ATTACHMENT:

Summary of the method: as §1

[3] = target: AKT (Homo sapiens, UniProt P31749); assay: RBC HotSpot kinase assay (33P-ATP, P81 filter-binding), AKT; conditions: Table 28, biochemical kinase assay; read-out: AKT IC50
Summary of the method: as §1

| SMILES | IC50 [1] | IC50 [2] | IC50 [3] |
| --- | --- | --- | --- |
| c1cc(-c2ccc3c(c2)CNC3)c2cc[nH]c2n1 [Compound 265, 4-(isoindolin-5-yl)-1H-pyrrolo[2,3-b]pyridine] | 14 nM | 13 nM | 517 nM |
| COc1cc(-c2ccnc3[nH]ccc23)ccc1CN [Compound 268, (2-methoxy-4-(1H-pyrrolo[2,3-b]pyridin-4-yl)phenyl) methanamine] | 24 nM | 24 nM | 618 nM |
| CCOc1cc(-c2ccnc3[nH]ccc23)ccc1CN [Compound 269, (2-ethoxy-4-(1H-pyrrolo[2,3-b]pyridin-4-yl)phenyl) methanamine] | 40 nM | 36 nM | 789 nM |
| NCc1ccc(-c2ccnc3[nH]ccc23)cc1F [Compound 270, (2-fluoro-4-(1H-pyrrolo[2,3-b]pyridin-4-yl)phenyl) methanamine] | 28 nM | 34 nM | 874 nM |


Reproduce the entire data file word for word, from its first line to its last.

Summary of the method: as §1

[3] = target: AKT (Homo sapiens, UniProt P31749); assay: RBC HotSpot kinase assay (33P-ATP, P81 filter-binding), AKT; conditions: Table 28, biochemical kinase assay; read-out: AKT IC50
Summary of the method: as §1

| SMILES | IC50 [1] | IC50 [2] | IC50 [3] |
| --- | --- | --- | --- |
| c1cc(-c2ccc3c(c2)CNC3)c2cc[nH]c2n1 [Compound 265, 4-(isoindolin-5-yl)-1H-pyrrolo[2,3-b]pyridine] | 14 nM | 13 nM | 517 nM |
| COc1cc(-c2ccnc3[nH]ccc23)ccc1CN [Compound 268, (2-methoxy-4-(1H-pyrrolo[2,3-b]pyridin-4-yl)phenyl) methanamine] | 24 nM | 24 nM | 618 nM |
| CCOc1cc(-c2ccnc3[nH]ccc23)ccc1CN [Compound 269, (2-ethoxy-4-(1H-pyrrolo[2,3-b]pyridin-4-yl)phenyl) methanamine] | 40 nM | 36 nM | 789 nM |
| NCc1ccc(-c2ccnc3[nH]ccc23)cc1F [Compound 270, (2-fluoro-4-(1H-pyrrolo[2,3-b]pyridin-4-yl)phenyl) methanamine] | 28 nM | 34 nM | 874 nM |